Defendants have not presented any authority showing that Plaintiff's First Amendment rights were subject to limitation pursuant to legitimate penological interest, given that at the time of the alleged constitutional violations, Plaintiff was an uncharged arrestee being detained in a police station. Accordingly, Defendants have not satisfied their burden of showing that amendment of those claims would be futile.[4]

Plaintiff's Fourteenth Amendment Due Process Claim

To state an equal protection claim, a plaintiff must allege that he was treated differently than similarly situated individuals as a result of his membership in an identifiable class. Giano v. Senkowski , 54 F.3d 1050, 1057 (2d Cir. 1995). Plaintiff has alleged in the PAC that the detectives who forcibly shaved his facial hair did so after noting that the other "fillers" brought to the police station to participate in the lineup alongside Plaintiff were all clean shaven. PAC ¶ 32. This allegation dooms Plaintiff's equal protection claim, because he does not allege that the detective's decision to engage in the forcible shaving resulted from Plaintiff's membership in a protected class (in this case, Muslims), but rather that it was the result of a desire by the detectives to avoid placing Plaintiff into a constitutionally-deficient lineup. See, e.g., United States v. Wong , 40 F.3d 1347, 1359-60 (2d Cir. 1994) (discussing the identification problems that can arise "[w]hen the appearance of participants in a lineup is not uniform with respect to a given characteristic..."). Accordingly, amendment is futile with respect to Plaintiff's Fourteenth Amendment equal protection claim.

Plaintiff's Fourteenth Amendment Due Process Claim

Plaintiff has alleged in the PAC that the Defendants violated his constitutional rights by using excessive force in "physically restraining his person, rear-cuffing him, knocking him to the ground, and shaving his facial hair, while being held down by three unidentified defendants." PAC ¶ 20. Plaintiff's excessive force claim is construed as a due process claim under the Fourteenth Amendment. See United States v. Walsh , 194 F.3d 37, 47 (2d Cir. 1999) ("The right of pretrial detainees to be free from excessive force amounting to punishment is protected by the Due Process Clause of the Fourteenth Amendment.").[5] "Due Process protects a pretrial detainee from the use of excessive force that amounts to punishment." Rivera v. State of N.Y., No. 96 Civ. 7697 (RWS) , 1999 WL 13240, at *10 (S.D.N.Y. Jan. 12, 1999) (quoting Graham, 490 U.S. at 395 n. 10).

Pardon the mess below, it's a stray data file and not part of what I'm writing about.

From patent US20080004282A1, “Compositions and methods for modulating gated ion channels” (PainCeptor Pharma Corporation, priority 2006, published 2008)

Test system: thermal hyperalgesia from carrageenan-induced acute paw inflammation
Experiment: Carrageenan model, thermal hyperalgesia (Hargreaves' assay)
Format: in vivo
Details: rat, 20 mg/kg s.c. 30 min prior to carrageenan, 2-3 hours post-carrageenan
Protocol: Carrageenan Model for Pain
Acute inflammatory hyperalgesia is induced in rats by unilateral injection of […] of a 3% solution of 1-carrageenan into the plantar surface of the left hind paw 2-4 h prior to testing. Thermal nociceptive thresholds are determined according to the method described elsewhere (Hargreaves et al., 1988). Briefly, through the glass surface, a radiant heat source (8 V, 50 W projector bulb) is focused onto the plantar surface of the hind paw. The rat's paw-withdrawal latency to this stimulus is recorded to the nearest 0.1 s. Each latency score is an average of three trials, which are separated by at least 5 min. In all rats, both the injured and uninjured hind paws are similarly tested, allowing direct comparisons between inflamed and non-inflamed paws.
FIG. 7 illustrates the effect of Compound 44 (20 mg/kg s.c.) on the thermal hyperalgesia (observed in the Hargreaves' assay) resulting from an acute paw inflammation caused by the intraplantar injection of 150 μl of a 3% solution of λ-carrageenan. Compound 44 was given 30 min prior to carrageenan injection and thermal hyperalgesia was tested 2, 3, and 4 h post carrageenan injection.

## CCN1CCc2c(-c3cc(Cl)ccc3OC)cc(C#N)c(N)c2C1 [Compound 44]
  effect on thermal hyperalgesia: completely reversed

The Second Circuit has held that

In determining whether the constitutional line has been crossed, a court must look to such factors as the need for the application of force, the relationship between the need and the amount of force that was used, the extent of injury inflicted, and whether force was applied in a good faith effort to maintain or restore discipline or maliciously and sadistically for the very purpose of causing harm.

Johnson v. Glick , 481 F.2d 1028, 1033 (2d Cir. 1973), rejected on other grounds by Graham , 490 U.S. at 397.

There appears to be only a single case in the Circuit addressing the forcible shaving of a detainee in the context of a due process analysis. In Ross v. Coughlin , 669 F.Supp. 1235 (S.D.N.Y. 1987), Ross, an inmate in custody of New York State's Department of Correctional Services asserted, inter alia, a Fourteenth Amendment due process claim for use of excessive force based upon the forcible shaving of his facial hair by prison officials. Id. at 1242. In analyzing the claim, the District Court applied the factors articulated by the Second Circuit in Johnson , 481 F.2d at 1033, and found that "[u]sing this test it is not clear whether Ross' due process rights have been violated in this claim. First, the forced shave was roughly done and there is no indication that the officials needed to use their clubs to get Ross to comply with their orders. Second, although Ross was not seriously injured the force used does not appear to have been used in a good-faith effort." Ross , 669 F.Supp. at 1242. Based on these allegations, the District Court declined to dismiss Ross' due process claim, and instead requested that Ross "submit affidavits to confirm the extent of the violations." Id.

The circumstances alleged by the plaintiff in Ross bear a material similarity to those alleged by Plaintiff in the PAC. As in Ross, the Plaintiff here has alleged that the shaving was conducted in a rough manner, PAC ¶ 20, and there is no indication that the force allegedly used by the officers was absolutely necessary in order for the shaving to occur. Id . Moreover, while in Ross the Court noted that the plaintiff "was not seriously injured, " the Plaintiff here has alleged that as a result of the force used during the shaving, he sustained "a mild concussion from being slammed on the floor and hit [on] his head, [and was] left [] dizzy with headaches" and also experienced "lower back pain." PAC 21. Plaintiff has alleged that he requested medical attention in the wake of the shaving incident and that the request was denied by defendant Detective Butler. Id . Given that one of the factors articulated in Johnson is "the extent of the injury inflicted, " 481 F.2d at 1033, the allegations set forth by Plaintiff in the PAC would appear to create an even more robust due process claim than in Ross.